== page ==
Tuesday, July 8, 2008

Bainbridge Island

We had about enough time to unpack from our trip to Banff, wash clothes, and repack for our trip to Bainbridge island. I'm definitely not complaining. I think I could travel 361 days a year without a problem. Ansel could too. The girls and Corey, however, need a little more home time. We have some great friends from our time in St. Louis who rented a quaint cabin on Bainbridge island and invited us to spend the week with them. How could we say no?
Corey had to work the first part of the week and so I took off with the kids and made an overnight stop at my cousin Marika's house in Olympia. We took a hike down to the bay and did some clamming and discovering of many things weird and slimy. Marika is the queen of creativity and had the kids write letters for a time capsule which we buried in a secure location. Marika's daughter Alexis and the girls are attached at the funny bones when they are together and I had to perform an emotional surgery of sorts tearing them away when it was time for us to leave.
Ansel did some bonding with Isaac.

We made it to the ferry later that afternoon and enjoyed a windy 40 minute ride to the island.

Jeremy and Leigh were our first and dearest friends in St. Louis. We were there for 4 years and shared the woes and wearies of Medical school, the birth of three of our collective children, and the many adventures and misadventures of living in St. Louis. I don't know if I would have made it through without them. Now we have six collective children and after a few hours of excruciating shyness, they were soon running through the woods together like close-knit savages.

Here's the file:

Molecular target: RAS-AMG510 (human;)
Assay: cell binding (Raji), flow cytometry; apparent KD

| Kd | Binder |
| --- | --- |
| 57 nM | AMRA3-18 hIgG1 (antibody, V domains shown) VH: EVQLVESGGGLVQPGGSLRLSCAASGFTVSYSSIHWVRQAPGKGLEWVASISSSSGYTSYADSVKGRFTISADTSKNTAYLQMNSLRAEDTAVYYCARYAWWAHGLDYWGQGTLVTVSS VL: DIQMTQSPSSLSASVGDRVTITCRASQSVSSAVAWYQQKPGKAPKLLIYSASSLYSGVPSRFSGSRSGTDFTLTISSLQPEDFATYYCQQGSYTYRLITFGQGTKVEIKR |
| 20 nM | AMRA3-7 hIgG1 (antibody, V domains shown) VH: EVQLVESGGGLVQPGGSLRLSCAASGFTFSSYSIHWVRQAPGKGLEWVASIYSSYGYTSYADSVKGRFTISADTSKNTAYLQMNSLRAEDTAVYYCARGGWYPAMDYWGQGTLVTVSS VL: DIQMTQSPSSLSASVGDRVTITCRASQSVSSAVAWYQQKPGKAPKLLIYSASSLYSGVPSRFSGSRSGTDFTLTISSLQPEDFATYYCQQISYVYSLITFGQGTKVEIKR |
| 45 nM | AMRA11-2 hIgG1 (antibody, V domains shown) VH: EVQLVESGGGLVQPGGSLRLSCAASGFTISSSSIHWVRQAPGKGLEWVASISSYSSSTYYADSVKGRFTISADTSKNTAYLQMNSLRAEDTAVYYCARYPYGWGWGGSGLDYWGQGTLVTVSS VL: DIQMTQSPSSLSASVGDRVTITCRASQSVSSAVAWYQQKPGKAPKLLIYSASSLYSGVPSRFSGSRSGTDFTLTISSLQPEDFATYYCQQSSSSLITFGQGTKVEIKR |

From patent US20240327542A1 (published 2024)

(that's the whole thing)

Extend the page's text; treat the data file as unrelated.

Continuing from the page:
This was the cabin surrounded by 5 acres of lush forest, salmon berries, moss covered cedars, and waist-high ferns. I must admit that we didn't do much sight-seeing as it was too hard to tear ourselves away from this ideal setting.
Ansel proved himself to be quite the pyro and spent many an hour forging fire sticks. It was cool enough to have a fire going from morning until bed.

The kids spent most of the week (literally) fashioning bows and arrows out of the native sticks, feathers, and rocks. The last day they wanted to increase their arsenal and started working on knives and tomahawks. If we had stayed any longer, they may have skinned a squirrel.
Savanna became almost frighteningly proficient at archery. I shudder to imaging what damage she could do with a real bow and arrow. The day we got home I found her ogling an authentic Mongolian bow and arrow set. Unfortunately she doesn't have $250 at her disposal.
On the 4th of July, we pried ourselves loose from our cozy cottage and took the dusk ferry to Seattle to see the fireworks. The view of the Olympic Mt. Range was much more impressive than the firework display.

We also made it to the beach our last afternnon. It was too cold to swim, but there was a massive amount of mud in which the kids immersed themselves completely.
All the kids built an elaborate city with a government and council meetings. All to no avail. The city was soon swallowed up by the rising tide and the governor was the first to abandon.

The kids were much too busy in governing and running the mud city to notice Corey's kite flying. I, for one, was really impressed. But the wind was so shifty and the kite was so pointy, that I began to fear for our lives and the lives of the other beach combers. It was far more dangerous than any of the arrows shot at me recently. I think Corey soon realized that there was a vital amount of control that was lacking retired the toy/weapon.

1 comment:

Sijbrich said...

Is it just me, or were there a few elements of Lord of the Flies going on there? Next year you guys will have to extent your trip a day or two - I'd love to see how well the kids skin a squirrel.;-)